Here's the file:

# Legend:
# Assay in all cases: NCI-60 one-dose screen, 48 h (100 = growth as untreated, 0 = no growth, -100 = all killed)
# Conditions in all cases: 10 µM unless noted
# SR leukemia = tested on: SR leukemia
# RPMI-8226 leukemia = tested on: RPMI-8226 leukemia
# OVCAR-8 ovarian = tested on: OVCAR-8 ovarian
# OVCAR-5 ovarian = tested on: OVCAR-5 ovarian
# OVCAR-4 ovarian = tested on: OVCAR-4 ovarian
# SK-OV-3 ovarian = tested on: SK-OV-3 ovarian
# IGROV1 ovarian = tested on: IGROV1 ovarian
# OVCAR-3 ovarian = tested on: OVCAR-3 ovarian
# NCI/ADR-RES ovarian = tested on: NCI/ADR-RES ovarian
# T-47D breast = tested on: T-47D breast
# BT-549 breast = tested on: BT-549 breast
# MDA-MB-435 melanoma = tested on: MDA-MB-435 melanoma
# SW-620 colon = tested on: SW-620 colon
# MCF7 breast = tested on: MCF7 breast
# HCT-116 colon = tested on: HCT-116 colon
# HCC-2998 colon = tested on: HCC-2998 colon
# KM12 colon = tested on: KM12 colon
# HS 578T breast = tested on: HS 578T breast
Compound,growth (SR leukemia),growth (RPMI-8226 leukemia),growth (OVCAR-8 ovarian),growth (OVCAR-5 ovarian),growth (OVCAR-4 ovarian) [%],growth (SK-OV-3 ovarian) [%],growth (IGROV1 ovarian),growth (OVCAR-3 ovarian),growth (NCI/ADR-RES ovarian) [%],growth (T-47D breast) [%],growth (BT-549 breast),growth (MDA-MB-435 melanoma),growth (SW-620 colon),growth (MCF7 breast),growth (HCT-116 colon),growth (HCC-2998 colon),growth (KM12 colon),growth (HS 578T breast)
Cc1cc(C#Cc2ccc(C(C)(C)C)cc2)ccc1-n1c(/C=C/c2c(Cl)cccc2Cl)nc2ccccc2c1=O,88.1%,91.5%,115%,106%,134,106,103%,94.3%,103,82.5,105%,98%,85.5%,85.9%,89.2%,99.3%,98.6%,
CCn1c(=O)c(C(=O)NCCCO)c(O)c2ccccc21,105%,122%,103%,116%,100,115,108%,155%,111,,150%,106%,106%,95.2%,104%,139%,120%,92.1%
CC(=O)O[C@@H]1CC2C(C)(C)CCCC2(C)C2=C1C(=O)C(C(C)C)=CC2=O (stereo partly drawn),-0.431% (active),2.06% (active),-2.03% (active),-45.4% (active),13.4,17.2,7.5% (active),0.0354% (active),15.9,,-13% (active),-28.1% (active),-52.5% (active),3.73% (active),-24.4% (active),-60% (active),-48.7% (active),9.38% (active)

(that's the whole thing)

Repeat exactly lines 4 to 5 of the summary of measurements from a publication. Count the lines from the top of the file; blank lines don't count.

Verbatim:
# SR leukemia = tested on: SR leukemia
# RPMI-8226 leukemia = tested on: RPMI-8226 leukemia